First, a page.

I went to a new dentist for a cleaning this morning and some strange things happened: The hygienist said I had nice, clean, orthodontically straightened teeth. It wasn’t painful. I didn’t have any cavities. The visit was over before I knew it. Strange, right?
Let me explain: My immediate past dentist was one of those Park Avenue dentists (well, really Madison Avenue, but same difference), the kind where mostly rich people who don’t need to bother with silly things like employer-subsidized dental insurance go. They offer top-notch service, mostly, but also high prices. I wouldn’t have gone normally, but there was an arrangement whereby I fronted the money and was then reimbursed (sometimes months later).
Now these people tore me apart – literally and figuratively. They would tell me how bad my teeth and gums looked and they’d dig in with their knife-like metal scrapers to prove it. They would chastise me: I’d been a bad, bad patient for not flossing enough, and at the end of it all, they’d line me up for some additional drilling at a later date, and I got to pay an exorbitant fee for the privilege.
So, I’ve since made a concerted effort to floss more. Not every day, but almost. And then I walk into this new dentists’ office, and lie down in the chair, and what do you know? Either my extra attention had all paid off splendidly or they were pulling a fast one on me. I kept thinking the latter. Like I was in a Sonicare commercial or some twisted candid-camera version of it.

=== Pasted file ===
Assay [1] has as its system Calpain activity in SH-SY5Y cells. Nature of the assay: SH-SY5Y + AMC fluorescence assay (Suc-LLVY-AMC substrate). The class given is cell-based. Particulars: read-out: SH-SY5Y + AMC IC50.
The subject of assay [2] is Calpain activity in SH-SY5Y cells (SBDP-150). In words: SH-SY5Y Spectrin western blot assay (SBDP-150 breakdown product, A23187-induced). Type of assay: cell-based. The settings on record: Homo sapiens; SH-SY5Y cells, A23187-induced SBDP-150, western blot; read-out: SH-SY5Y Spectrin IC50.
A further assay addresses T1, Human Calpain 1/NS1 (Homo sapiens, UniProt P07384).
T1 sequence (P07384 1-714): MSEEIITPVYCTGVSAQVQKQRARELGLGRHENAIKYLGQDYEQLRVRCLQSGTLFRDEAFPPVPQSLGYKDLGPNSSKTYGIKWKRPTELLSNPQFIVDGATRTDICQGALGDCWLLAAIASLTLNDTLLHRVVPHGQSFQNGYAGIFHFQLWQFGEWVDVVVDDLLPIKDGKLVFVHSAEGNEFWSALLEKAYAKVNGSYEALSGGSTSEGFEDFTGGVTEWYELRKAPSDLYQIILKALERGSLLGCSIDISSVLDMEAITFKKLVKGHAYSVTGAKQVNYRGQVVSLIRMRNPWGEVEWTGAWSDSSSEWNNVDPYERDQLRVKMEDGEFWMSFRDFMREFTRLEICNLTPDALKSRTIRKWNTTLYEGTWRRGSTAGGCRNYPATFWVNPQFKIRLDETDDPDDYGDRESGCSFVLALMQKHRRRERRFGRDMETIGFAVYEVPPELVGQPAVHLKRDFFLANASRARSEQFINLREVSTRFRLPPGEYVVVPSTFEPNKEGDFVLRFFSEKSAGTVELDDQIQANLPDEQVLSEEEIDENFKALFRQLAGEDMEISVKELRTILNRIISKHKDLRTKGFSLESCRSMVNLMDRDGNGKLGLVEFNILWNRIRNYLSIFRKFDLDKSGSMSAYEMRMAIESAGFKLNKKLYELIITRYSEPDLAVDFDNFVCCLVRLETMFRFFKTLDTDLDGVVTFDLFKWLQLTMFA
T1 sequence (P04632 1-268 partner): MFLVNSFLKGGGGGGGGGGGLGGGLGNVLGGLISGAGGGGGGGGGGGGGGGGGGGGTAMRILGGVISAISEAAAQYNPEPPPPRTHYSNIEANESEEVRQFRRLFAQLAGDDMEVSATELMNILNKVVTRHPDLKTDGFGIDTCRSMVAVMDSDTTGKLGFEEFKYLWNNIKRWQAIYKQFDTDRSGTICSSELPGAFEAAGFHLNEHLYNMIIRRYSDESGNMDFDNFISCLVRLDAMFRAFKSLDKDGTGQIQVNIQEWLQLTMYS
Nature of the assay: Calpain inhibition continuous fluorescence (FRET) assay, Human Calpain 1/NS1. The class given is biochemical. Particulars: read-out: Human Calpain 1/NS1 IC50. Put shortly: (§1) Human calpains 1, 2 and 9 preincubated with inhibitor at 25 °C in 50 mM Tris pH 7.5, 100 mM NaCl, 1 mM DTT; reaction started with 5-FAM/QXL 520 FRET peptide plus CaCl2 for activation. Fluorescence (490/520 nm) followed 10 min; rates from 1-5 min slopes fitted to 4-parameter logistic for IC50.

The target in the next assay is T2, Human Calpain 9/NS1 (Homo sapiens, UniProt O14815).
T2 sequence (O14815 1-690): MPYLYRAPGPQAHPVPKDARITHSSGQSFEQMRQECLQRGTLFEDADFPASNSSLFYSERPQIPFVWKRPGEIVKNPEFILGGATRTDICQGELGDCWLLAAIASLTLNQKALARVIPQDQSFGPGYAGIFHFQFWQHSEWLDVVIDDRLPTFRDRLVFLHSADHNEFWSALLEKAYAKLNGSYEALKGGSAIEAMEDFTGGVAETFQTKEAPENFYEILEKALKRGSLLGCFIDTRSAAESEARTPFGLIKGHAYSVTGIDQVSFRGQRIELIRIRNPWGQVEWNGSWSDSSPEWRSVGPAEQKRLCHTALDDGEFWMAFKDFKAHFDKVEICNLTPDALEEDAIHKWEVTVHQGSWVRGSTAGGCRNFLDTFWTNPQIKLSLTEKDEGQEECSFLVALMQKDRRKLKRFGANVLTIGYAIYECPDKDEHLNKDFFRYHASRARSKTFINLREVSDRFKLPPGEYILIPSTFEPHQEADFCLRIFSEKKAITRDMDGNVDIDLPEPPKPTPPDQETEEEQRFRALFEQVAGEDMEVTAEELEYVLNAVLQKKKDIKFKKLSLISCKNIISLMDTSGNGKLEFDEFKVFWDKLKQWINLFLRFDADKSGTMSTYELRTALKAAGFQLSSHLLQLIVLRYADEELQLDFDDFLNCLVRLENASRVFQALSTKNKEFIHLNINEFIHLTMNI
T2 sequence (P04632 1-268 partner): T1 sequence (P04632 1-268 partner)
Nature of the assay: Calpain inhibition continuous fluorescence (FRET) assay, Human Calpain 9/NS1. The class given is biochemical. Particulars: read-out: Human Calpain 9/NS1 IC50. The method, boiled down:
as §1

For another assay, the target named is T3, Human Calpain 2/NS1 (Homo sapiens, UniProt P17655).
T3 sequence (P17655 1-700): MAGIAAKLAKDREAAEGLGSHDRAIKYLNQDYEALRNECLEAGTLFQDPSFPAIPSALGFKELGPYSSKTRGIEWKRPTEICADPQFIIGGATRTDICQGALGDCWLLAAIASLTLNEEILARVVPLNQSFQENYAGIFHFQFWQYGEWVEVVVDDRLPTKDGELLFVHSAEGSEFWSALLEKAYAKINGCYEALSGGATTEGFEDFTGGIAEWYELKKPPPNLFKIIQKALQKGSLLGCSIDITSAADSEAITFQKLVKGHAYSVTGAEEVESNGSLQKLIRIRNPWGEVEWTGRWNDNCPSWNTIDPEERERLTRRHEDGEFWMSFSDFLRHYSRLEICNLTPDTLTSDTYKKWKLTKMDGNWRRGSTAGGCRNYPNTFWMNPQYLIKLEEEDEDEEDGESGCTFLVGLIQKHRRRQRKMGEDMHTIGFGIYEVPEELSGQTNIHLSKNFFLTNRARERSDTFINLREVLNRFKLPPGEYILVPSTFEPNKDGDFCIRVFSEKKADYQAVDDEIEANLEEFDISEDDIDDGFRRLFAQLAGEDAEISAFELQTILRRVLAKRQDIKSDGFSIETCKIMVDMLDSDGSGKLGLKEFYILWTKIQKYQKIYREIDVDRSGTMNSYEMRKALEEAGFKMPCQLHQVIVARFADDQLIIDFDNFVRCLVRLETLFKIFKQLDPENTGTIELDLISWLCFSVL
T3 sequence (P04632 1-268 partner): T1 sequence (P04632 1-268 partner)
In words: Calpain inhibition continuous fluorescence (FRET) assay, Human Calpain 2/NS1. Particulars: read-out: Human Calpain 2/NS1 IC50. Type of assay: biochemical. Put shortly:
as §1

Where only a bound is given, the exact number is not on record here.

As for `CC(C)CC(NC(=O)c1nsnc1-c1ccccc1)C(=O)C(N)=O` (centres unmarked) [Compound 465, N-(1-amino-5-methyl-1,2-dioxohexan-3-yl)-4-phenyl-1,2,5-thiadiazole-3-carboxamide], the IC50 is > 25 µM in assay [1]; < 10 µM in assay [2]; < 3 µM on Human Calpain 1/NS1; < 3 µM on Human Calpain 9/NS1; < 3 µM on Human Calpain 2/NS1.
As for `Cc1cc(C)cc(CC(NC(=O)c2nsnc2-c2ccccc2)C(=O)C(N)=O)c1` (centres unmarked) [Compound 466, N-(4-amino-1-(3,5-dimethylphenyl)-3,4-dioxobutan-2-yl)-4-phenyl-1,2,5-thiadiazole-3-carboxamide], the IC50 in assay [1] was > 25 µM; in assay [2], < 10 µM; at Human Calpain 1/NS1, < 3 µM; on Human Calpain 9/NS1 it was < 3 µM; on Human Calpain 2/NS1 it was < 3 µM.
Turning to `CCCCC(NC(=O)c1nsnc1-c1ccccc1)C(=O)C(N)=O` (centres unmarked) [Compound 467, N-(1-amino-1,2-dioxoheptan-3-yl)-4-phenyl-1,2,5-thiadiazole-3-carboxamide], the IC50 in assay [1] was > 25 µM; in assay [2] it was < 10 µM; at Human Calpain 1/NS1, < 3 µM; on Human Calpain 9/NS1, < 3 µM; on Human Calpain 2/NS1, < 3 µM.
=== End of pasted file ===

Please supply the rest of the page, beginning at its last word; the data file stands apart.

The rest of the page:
I wanted to say, “Take another look! There has to be some hidden plaque you missed. Don’t you want to tell me I still have the tell-tale signs of gingivitis?” But I didn’t. I just set up another six-month cleaning and walked out the door without having to pay a cent. Of course, I better not get cocky now and put off flossing again like I once did. Now I’m a grade-A-plus patient again with a record to uphold.
Oh, the pressure …